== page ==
New president at the helm of the KCL
KEYSTONE – A new leader is at the helm of the Keystone Citizens League (KCL), a nonprofit corporation that’s been committed to representing the voice of Keystone residents in the unincorporated resort community since 1997. The big news is that it’s not Bob Follett, the group’s founder and president since 1997.Linda Clem will take on the top position following a one-year stint as the first vice president and four years of service on the KCL’s board of directors.”It has been a learning year for me. I tried to shadow (Bob) and meet people to learn what’s involved. This is a huge job,” Clem said.The KCL was formed seven years ago after a failed attempt by Keystone to incorporate as a town and has developed into the county’s largest community action group.
Before Keystone was purchased by Vail Resorts in 1997, a group of citizens had been working with resort management under Ralston Purina to win incorporation, mostly for the monetary benefits, Follett said.If Keystone were a town, it could charge a sales tax and keep the county’s 2 percent sales tax.Vail decided against incorporation, but the citizens decided it would be wise to have a group that could provide guidance on decisions that affected Keystone. Hence, the KCL was formed and headed up by Follett.”We have worked closely with resort to try and do good things with the committee,” Follett said. “We aren’t always successful, but we think it’s better to have an organization than not to have one.”Although the KCL has accomplished many of its objectives, including working with the county to get Montezuma Road paved and working with the Colorado Department of Transportation to re-shape a dangerous section of Highway 6, it continues to struggle to establish an identity with the resort, Clem said.
“It seems like a lot of things have happened or are in the midst of happening before we get involved, and it’s too late,” Clem added. “We need to be seen as an integral part of Keystone Resort. We are the folks who live here full time, we’re the ones who are active in the community, and we would like to just be an advisory council.”Historically, staying abreast of what’s happening at the resort has always been a hardship for the KCL, Follett said.”One of the difficulties we have is the management turnover at Vail Resorts. We’re never sure of who’s in charge of what over here,” Follett said.Nevertheless, Clem is embracing her new role and said she looks forward to continuing and improving relations with the resort, the county commissioners and all the entities that interact with Keystone.She also would like to take on projects similar to those done in the past, such as cleanup days and slash-and-burn days.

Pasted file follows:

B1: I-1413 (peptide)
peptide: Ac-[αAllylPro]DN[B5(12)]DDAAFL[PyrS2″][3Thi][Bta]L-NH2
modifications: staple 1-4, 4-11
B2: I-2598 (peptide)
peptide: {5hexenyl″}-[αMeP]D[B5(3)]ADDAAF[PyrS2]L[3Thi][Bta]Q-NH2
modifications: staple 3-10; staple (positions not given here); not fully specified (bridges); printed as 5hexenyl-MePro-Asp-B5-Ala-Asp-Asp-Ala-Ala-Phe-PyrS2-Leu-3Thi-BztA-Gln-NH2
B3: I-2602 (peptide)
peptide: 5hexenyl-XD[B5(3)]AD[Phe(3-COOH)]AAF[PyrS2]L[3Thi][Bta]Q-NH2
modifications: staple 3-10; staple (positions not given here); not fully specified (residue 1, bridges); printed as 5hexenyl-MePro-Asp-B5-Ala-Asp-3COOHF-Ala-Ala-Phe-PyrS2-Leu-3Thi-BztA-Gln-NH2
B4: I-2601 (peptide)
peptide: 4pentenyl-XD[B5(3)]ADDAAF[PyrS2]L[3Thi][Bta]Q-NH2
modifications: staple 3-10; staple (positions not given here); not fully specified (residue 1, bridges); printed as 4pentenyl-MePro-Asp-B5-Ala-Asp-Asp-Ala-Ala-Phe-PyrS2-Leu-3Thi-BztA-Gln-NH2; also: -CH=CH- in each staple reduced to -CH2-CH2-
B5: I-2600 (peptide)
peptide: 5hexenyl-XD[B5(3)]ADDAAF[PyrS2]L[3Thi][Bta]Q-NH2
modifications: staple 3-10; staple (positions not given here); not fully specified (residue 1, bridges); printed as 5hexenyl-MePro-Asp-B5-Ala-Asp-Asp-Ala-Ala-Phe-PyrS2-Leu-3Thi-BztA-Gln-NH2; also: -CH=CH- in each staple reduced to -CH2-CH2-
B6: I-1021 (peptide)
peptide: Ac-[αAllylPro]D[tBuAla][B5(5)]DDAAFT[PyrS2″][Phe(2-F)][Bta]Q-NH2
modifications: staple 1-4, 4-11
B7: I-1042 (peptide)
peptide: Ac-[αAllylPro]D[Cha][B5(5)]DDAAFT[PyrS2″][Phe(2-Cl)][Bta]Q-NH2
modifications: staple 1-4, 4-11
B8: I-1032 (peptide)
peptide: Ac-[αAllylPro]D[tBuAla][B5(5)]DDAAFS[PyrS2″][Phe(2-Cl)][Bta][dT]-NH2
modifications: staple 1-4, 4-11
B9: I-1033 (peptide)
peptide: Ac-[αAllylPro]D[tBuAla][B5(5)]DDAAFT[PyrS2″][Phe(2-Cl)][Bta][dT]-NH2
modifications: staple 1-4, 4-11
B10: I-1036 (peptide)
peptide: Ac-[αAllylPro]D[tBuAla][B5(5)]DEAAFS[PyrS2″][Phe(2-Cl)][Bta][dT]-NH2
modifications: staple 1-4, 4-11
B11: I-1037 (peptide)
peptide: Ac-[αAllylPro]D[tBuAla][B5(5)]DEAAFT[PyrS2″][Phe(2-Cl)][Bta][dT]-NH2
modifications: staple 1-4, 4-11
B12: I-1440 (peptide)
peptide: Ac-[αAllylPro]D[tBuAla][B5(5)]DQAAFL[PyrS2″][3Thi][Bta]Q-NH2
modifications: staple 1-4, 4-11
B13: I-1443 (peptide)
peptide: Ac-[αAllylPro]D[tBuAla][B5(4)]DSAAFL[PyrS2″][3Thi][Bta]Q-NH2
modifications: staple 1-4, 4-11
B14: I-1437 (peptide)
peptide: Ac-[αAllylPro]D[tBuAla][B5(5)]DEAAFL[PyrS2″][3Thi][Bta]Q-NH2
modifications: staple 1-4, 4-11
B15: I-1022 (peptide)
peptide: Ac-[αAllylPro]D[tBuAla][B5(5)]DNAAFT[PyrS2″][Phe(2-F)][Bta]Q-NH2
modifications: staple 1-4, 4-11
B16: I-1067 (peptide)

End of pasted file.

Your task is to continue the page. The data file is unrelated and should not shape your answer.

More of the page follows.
Clem also wants to see a push for increasing members and educating them on resort issues.Currently, the KCL enrolls about 200 members, but is always looking for new people who want to get involved, although a voting member must be a property owner in Keystone.The KCL will be having at least three open meetings next year and Clem encourages everyone who has an interest in Keystone, from retail and restaurant folks to second homeowners, to attend.Mike Clary takes Clem’s place as first vice president, making him Clem’s successor as president.Nicole Formosa can be reached at (970) 668-3998 ext. 229 or at email@example.com
Support Local Journalism
Support Local Journalism
As a Summit Daily News reader, you make our work possible.
Now more than ever, your financial support is critical to help us keep our communities informed about the evolving coronavirus pandemic and the impact it is having on our residents and businesses. Every contribution, no matter the size, will make a difference.
Your donation will be used exclusively to support quality, local journalism.
Start a dialogue, stay on topic and be civil.
If you don't follow the rules, your comment may be deleted.
User Legend: Moderator Trusted User